One of people’s biggest fears about artificial intelligence is that machines will rise up and humanity will be obsolete, that we will give ‘them’ too much power and control, and they will take over through either benevolence or malevolence.
The root of many of these science fiction horror stories is the ability for the machines to think for themselves and come to a reasoned logical conclusion. We have had a test for machine intelligence in the form of the Turing test, which sees if a machine can fool a human interrogator into thinking they are talking to another human.
However, the test is not without its problems and one of my favourite criticisms of Turing’s test came over Twitter:
Initially I thought “ok, fair point – we are defining that the only true intelligence is described by the properties humans exhibit” and while one of the better responses did point out that cherry picking a single feature was not the same as the Turing Test, it did get me thinking based on my initial interpretation of the Tweet.
In order to answer this big question, we need to simplify it in a way. Turing did this by simplifying ‘Can machines think?’ to ‘can machines fool humans into thinking they are human?’ By human, we also mean ‘able to converse in human language’.
One of the problems with equating thought to communication is that these are two disconnected abilities. I am a thinking being and a have an appreciation of Russian, German and French, but ask me to have a conversation with someone in any of those languages and I’ll struggle, unless I devote a lot of time learning that language.
I would be classed as a machine in a non-English Turing test. So the test falls down because of its reliance on natural language. Is there a better way to define whether something can think?
Commonly, thinking is associated with intelligence – would this be a better fit? The dictionary definition of intelligence is: the ability to acquire and apply knowledge and skills.
Computers are very good at acquiring information and making decisions based on that information, traditionally in a very fixed way. With machine learning techniques, the acquiring of knowledge has become more refined, with semi-supervised and unsupervised techniques putting control out of human hands.
So we have a type of artificial intelligence, but this doesn’t answer our original question.
Humans have the capacity to learn and make decisions without preconceived answers, whereas computers need to be programmed. Although we are born ‘pre-programmed’ – we do not need to be taught how to see or hear or to make sounds, but we do need assistance to put those abilities into context; to make sounds that others can understand and to assign relevance to the shapes we see with our stereo vision.
An artificial thinking machine must be given an equal starting point. We are given education to train us and there is a point at which a human becomes self-aware. The baby in the mirror is suddenly perceived to be a reflection rather than a different child.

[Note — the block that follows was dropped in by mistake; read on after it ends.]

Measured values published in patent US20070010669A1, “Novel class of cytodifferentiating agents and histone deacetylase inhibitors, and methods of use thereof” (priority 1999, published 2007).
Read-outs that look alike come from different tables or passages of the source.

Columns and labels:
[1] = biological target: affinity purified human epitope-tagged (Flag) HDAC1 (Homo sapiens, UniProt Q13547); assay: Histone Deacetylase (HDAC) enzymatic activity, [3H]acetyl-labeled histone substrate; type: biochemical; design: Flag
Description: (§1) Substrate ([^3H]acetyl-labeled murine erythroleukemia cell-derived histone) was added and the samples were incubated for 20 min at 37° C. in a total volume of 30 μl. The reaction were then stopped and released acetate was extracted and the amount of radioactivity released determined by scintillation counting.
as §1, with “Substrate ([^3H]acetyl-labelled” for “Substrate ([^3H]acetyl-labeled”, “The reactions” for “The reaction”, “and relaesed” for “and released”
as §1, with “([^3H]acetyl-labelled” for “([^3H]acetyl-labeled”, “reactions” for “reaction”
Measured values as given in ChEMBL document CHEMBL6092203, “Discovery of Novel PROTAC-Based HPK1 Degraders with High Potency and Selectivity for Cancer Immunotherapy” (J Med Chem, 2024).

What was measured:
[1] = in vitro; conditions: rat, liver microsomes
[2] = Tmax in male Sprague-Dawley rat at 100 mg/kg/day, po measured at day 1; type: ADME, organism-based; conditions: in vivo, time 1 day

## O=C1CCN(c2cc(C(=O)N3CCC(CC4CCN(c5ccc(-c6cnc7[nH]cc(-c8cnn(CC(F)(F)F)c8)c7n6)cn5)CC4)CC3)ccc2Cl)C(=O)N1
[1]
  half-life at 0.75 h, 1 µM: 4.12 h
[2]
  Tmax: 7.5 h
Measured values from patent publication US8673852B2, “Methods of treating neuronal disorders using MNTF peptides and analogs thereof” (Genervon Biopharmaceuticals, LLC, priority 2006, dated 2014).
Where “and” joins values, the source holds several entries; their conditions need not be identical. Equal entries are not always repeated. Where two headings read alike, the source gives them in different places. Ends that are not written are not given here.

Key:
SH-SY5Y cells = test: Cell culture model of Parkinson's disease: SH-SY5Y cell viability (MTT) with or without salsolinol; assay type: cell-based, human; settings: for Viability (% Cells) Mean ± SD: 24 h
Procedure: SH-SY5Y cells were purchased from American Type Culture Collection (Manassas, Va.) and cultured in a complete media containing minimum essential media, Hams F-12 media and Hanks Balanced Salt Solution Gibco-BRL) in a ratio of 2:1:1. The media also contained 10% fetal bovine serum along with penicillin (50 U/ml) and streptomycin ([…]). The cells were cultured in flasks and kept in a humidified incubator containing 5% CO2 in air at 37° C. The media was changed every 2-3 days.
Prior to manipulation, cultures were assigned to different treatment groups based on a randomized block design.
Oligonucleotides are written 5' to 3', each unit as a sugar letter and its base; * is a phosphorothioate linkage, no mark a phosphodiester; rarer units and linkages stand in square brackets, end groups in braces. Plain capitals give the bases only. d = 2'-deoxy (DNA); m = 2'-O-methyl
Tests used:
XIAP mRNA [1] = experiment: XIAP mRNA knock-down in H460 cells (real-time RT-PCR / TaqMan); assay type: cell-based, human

There is a fantastic book covering this topic from a scientific perspective called The Baby in the Mirror: A Child’s World from Birth to Three.
Machines can also have some limited sense of self awareness. They can learn to recognise themselves or parts of themselves in mirrors, and recently have demonstrated basic self-awareness by understanding whether they were or were not affected by a ‘pill’ to make them unable to speak.
So machines can demonstrate intelligence and (limited) self-awareness. But this is still far from demonstration of thought. There’s a great quote from the film I, Robot where Sonny, the robot, and the detective are discussing what makes someone ‘human’:
I, Robot (2004)
Detective Del Spooner: Human beings have dreams. Even dogs have dreams, but not you, you are just a machine. An imitation of life. Can a robot write a symphony? Can a robot turn a… canvas into a beautiful masterpiece?
Sonny: Can *you*?
While not all humans can possess the artistic creativity we so often use to distinguish humans as a higher intelligence, as Google’s latest deep-dreaming research points out, machines are creating abstract art – original pieces that no human has ever imagined.
Some people might argue these images are more artistic than many humans could produce, but they are simply the result of a finite number of decisions and their knock-on effects as a result of training to see patterns.
Is human imagination any different? Does our subconscious combine fragments of our knowledge and simply spit them out in a form we can understand? Still, this is creativity, not thought.
While we can put electrodes on the outside of human heads and see the electric potentials arising with neurons firing, we can never truly know whether the person in front of us is thinking, just because they can tell us they are – we take it for granted because they are human.
In the same way we take for granted a machine is not truly self-aware. We can only test and verify what we believe are the results of independent thought: self-awareness, intelligence, and the ability to solve problems outside of past experience using the skills gained.
Machines are capable of all of these things individually, although they are yet to be combined. Even when that occurs, I believe many will refute that thought is occurring because ‘it’ is just a simple state machine. At that point I would have to ask: and are humans not?
Maybe if we can define ‘can humans think?’ in a scientific way that we can all agree on, then we will have an irrefutable set of metrics for the inevitable machine intelligences that will be part of our lives.
Dr Janet Bastiman is Chief Science Officer for SmartFocus.